DR Congo President Joseph Kabila appointed a new army chief who is under international sanctions for violent repression of dissent, raising fears of a crackdown.
State television reported Kabila appointed General John Numbi as inspector general of the Congolese Armed Forces. Numbi is under sanctions by the United States, European Union and Switzerland for alleged killings of scores of civilians by forces controlled by him over several years.
His promotion was part of a reshuffle which saw General Gabriel Amisi, also under sanctions for abuses and selling weapons to rebel groups responsible for massacring civilians, promoted to army deputy chief of staff.
Another senior general, Celestin Mbala, was named army chief of staff, state TV reported.
The changes come as DR Congo eyes a December 23 election, across a country convulsed by violent militia groups and riven by a dispute over Kabila’s refusal to step down when his mandate expired at the end of 2016.
The constitution in theory bars Kabila, in power since his father was assassinated in 2001, from running for a third term. But he declined to commit to stepping aside and security forces killed scores of protesters for taking to the streets to insist he does.
Some allies are now publicly arguing he has the right to run again. Marches organised by the Catholic Church were met with teargas and gunfire.
Kabila removed Numbi as police chief in 2010, following an outcry over his alleged involvement in the killing in police custody of human rights activist Floribert Chebeya. He has since informally been in control of several divisions of security forces implicated in violence.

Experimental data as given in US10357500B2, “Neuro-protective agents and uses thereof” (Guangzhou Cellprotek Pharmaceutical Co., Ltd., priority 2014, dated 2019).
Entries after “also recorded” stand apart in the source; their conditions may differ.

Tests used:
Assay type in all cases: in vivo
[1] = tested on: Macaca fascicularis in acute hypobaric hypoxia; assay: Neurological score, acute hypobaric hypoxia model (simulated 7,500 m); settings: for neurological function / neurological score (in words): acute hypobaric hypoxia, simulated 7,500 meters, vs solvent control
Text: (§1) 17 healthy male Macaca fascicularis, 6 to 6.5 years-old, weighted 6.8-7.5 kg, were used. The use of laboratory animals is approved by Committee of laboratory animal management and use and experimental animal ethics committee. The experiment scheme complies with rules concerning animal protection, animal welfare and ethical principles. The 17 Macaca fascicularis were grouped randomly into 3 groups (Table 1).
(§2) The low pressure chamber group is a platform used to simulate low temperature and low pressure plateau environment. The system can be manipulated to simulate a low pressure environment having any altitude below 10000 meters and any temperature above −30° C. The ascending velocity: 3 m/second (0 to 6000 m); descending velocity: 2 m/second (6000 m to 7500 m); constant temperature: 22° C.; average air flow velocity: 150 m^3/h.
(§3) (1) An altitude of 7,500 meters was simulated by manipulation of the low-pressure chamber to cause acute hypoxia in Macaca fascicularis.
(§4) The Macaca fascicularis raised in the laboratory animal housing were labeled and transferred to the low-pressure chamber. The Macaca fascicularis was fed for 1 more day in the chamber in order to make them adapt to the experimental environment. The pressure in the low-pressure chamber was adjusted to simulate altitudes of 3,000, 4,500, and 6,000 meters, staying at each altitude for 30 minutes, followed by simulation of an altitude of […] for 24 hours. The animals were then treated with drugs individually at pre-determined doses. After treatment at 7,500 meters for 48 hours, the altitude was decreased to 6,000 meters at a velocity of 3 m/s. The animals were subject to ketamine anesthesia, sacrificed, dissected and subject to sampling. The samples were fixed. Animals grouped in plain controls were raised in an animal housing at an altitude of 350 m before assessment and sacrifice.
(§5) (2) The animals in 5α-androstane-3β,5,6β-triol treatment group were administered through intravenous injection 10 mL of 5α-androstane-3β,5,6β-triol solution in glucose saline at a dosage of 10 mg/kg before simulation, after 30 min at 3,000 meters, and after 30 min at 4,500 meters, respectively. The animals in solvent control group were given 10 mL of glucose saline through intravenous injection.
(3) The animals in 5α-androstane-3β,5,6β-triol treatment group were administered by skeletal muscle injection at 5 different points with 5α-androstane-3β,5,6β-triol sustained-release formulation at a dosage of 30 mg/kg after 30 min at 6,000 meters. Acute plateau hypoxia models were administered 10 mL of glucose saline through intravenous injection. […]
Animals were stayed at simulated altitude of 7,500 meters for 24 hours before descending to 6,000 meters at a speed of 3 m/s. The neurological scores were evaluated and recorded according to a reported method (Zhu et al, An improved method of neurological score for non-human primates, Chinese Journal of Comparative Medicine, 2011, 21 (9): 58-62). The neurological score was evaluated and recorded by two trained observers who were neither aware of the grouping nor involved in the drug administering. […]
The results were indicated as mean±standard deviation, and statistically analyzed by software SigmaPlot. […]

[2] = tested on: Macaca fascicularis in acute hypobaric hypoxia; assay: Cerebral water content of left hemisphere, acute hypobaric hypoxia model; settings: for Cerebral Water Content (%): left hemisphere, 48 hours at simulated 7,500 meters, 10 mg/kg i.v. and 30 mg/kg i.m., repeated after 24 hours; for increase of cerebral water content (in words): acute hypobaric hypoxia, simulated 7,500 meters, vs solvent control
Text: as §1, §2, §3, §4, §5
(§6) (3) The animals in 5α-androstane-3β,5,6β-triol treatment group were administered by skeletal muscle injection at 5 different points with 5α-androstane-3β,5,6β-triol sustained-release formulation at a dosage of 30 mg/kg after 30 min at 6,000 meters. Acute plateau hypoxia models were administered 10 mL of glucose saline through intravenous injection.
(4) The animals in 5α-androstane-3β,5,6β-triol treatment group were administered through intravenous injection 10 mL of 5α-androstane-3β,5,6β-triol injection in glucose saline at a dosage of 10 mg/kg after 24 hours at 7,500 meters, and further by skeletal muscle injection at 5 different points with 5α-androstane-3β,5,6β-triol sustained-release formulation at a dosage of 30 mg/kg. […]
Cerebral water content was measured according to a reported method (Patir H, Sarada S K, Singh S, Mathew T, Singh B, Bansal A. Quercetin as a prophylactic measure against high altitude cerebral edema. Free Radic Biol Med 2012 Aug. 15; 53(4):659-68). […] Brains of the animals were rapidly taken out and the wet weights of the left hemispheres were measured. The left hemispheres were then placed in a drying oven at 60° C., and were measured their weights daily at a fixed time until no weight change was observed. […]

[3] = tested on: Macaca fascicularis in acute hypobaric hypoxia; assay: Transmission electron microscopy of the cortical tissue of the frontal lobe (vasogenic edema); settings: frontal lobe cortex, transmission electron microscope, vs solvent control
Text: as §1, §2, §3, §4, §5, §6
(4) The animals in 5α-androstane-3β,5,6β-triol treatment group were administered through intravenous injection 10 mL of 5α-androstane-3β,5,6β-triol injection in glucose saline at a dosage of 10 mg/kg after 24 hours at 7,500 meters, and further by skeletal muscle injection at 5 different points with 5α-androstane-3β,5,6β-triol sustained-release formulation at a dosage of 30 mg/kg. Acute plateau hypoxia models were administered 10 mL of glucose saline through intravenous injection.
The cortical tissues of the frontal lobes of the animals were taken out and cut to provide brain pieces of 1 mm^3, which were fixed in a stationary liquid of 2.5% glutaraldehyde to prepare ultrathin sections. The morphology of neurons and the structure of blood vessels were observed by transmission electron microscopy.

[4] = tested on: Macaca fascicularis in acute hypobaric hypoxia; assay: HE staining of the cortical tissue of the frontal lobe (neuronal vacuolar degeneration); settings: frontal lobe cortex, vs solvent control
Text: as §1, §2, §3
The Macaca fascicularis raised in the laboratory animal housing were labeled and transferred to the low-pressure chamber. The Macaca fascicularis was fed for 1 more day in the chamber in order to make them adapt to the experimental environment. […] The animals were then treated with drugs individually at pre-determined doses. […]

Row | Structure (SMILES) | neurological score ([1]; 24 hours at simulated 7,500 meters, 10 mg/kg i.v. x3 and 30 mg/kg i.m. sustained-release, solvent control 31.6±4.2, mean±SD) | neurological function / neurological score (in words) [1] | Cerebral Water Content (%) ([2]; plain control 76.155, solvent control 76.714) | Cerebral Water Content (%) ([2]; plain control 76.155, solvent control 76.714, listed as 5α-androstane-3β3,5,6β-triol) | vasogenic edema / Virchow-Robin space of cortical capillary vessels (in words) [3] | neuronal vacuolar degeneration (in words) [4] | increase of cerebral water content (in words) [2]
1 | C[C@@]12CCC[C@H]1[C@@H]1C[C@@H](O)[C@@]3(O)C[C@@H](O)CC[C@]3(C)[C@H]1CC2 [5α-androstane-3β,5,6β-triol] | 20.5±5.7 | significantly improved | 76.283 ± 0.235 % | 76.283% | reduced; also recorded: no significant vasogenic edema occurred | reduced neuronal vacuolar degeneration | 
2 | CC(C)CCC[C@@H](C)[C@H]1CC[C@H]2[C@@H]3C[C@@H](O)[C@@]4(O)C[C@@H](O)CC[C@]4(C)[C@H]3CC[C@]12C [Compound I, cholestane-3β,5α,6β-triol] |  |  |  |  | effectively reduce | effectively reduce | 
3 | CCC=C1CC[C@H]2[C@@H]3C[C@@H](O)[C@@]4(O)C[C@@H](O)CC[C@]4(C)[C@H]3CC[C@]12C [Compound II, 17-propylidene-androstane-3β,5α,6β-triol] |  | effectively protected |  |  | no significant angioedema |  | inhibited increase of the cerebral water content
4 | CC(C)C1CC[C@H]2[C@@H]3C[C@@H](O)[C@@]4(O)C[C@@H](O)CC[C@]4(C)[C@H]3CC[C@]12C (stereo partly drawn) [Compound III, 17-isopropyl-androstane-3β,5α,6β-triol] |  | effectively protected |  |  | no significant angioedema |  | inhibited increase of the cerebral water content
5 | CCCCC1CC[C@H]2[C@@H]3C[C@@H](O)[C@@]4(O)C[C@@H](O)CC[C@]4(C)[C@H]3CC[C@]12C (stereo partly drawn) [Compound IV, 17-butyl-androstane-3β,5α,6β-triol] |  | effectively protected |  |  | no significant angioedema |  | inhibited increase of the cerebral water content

When the United States sanctioned him, they accused him of using “violent intimidation” to secure victories for pro-Kabila candidates in March 2016 provincial elections.
He remains an influential advisor and Kabila quietly restored him to an official post in the armed forces last year.
Amisi, known by his former radio call sign “Tango Four”, was suspended by Kabila as commander of Congo’s ground forces in November 2012 after UN experts accused him of supplying weapons to rebels and criminal gangs.
He was reappointed to the military less than two years later and units under his command crushed demonstrations, including January 2015 protests in which at least 42 people were killed, the United States said when sanctioning him.
Congolese politician Jean-Pierre Bemba, weeks after his conviction for war crimes was quashed at The Hague, was nominated by his party for December’s presidential vote, in what could be the stiffest challenge to Kabila’s ruling coalition, although it is unclear if he will be able to run.
He finished runner-up to Kabila in a 2006 election that touched off street battles in Kinshasa between militiamen loyal to him and state forces.